The conclusion, I think, keeps this otherwise strong two-parter out of the feature range.
The Merlin Wiki has a plot summary here.
I will say this: If The Darkest Hour is a herald of things to come, then I think we're about to experience a real - and welcome - shift in tone. The cinematography is different, the opening credit sequence is different, and - probably most importantly of all - Bradley James and Colin Morgan are changing how they portray their characters. Arthur and Merlin are not boys anymore; as the aforementioned new credit sequence notes, they are now young men. After a year of ruling Camelot as Prince Regent - a year during which Uther's health, both mental and physical, has steadily declined - Arthur now carries himself with less bravado and more gravitas -- and Merlin has matured just as much.
There's also the relative darkness of the story to consider. That Morgana is willing to sacrifice her ailing sister to unleash the Dorocha upon the world is a testament to how far she has fallen -- and the Dorocha are, by themselves, a legitimately frightening enemy. We still ride the family-friendly line here, but you might want to put your very small children to bed before watching these episodes. Occasionally, the Dorocha even made me jump, and I'm an adult!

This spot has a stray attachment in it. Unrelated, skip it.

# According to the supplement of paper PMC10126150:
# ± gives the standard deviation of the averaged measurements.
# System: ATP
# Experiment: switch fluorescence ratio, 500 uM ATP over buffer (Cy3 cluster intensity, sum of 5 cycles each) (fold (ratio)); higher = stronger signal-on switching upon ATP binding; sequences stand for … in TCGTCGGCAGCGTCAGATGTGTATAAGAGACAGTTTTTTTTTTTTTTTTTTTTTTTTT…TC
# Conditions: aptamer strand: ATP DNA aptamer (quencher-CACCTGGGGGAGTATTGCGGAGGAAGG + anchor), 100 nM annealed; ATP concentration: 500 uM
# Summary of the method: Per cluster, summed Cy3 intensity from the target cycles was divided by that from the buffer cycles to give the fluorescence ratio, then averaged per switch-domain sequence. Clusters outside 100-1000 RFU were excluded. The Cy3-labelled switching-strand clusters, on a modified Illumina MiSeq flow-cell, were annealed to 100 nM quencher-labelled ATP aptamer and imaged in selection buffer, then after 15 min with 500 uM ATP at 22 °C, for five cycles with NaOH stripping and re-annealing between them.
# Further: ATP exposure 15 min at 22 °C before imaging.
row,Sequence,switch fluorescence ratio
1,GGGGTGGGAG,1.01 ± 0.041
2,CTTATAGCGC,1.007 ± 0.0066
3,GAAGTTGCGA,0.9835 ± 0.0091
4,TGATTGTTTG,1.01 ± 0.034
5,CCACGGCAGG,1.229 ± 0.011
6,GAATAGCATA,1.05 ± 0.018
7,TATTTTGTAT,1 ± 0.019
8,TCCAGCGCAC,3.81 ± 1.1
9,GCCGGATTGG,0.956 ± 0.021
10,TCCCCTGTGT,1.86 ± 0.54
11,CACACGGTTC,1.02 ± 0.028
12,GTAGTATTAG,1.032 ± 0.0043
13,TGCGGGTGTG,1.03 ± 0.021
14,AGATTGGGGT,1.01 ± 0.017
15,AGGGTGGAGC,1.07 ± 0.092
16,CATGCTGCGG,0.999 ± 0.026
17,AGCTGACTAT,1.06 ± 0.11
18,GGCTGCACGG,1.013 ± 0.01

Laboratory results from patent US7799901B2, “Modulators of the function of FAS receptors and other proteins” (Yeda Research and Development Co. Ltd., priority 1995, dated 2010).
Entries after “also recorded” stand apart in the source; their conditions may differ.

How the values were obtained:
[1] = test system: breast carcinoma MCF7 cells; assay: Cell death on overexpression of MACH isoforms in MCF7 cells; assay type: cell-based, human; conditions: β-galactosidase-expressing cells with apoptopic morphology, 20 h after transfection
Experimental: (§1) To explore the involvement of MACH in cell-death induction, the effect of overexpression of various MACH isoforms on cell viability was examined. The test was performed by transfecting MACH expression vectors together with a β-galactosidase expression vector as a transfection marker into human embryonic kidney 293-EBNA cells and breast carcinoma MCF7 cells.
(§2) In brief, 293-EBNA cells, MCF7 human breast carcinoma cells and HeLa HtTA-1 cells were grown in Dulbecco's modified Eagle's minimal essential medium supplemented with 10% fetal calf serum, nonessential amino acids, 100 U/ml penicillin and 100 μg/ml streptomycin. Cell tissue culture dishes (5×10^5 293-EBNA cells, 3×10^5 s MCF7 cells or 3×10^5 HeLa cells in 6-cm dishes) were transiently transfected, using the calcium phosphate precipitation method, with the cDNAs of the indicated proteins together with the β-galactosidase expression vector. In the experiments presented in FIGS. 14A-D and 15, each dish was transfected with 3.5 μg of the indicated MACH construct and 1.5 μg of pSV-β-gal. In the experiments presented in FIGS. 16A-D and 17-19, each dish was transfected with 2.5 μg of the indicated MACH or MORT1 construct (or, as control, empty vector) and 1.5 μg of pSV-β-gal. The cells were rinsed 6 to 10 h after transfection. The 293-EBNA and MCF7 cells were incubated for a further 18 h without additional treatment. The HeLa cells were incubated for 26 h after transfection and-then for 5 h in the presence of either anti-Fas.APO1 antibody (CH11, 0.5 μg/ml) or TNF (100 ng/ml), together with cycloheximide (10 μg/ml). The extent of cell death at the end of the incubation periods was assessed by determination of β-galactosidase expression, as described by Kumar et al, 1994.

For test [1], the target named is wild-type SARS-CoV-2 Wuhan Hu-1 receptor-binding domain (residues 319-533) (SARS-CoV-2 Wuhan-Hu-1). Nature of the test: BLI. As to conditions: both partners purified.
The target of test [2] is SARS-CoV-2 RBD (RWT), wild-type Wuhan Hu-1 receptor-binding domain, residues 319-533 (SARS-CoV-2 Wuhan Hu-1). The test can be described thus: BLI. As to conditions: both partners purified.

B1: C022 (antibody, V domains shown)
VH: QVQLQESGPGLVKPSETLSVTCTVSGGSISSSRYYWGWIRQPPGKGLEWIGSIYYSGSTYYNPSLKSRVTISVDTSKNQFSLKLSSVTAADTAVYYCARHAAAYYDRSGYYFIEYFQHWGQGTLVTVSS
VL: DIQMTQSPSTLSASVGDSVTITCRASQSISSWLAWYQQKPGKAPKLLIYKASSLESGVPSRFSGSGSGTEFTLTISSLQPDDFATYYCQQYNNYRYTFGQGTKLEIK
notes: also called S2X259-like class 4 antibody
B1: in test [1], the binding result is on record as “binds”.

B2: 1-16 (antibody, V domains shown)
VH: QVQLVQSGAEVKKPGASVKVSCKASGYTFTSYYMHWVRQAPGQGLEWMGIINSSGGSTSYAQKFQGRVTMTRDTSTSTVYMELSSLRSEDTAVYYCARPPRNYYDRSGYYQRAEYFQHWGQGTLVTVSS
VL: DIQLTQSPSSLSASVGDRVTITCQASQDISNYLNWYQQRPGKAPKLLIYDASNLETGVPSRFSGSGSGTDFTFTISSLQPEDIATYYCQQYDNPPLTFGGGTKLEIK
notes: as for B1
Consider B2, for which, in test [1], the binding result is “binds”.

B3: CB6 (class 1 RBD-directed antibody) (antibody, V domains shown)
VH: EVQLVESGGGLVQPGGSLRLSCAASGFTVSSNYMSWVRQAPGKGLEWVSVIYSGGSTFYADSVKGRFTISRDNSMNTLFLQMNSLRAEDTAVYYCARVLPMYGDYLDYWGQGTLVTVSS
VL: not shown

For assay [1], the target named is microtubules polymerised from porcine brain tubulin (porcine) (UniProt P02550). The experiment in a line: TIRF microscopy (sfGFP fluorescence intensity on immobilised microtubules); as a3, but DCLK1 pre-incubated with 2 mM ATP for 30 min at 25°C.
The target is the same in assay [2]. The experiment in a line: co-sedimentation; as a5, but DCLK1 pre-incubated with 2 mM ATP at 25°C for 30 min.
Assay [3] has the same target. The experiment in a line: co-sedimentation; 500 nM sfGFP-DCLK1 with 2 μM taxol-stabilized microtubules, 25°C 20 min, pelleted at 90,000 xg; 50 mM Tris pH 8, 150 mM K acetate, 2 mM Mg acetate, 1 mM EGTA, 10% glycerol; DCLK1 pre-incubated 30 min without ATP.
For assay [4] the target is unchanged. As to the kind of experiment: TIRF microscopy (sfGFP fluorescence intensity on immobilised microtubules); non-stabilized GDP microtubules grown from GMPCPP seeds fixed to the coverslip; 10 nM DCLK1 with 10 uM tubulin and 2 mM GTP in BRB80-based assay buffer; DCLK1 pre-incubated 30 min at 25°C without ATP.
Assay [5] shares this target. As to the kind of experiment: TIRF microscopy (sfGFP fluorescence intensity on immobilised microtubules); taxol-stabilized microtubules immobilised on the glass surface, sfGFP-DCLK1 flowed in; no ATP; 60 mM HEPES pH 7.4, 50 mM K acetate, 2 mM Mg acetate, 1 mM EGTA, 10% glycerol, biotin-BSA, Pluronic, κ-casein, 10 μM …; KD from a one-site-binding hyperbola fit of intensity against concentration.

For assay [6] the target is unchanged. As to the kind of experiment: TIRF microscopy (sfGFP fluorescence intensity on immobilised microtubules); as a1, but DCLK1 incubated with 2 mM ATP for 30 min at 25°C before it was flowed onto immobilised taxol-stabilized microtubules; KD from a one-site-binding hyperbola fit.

I should emphasize, though, that the writers still manage to squeeze some humor into the proceedings. The knights frequently made me smile -- especially Gwaine, who agitates a beehive and accidentally sets his socks on fire. (LOL! You are awesome, Gwaine.) Merlin and Arthur, meanwhile, continue their amusing banter ("Good servants are hard to come by." "I'm not that good." "... True."), though the affection that exists between them is becoming more and more obvious. Notice, for example, that after Merlin is attacked by one of the Dorocha, Arthur very nearly ends his quest to the Isle of the Blessed and rides Merlin back to Camelot himself. Awww. They wub each other, don't they?
Meanwhile, back in Camelot, Agravaine is evil. It was kind of hard not to notice that at the very start, so that's a bit of a flaw in the writing there. On the other hand, Gwen is becoming more and more queenly in her bearing, which is nice -- though, of course, she ends up making an enemy of Agravaine because of her confidence.
On the whole, I really like these episodes. As I suggested in my opening comment, though, the death of Lancelot doesn't really have much of an impact -- at least for me. The truth is, I don't think Lancelot is a very deep character. I really haven't seen the man nearly enough to become emotionally attached.
'Tis generally a compelling story, but I shrugged at the "shocker ending."
As I stated above, I like how Morgan and James are growing into their roles.
I also like watching so many characters put themselves aside in order to serve higher goals.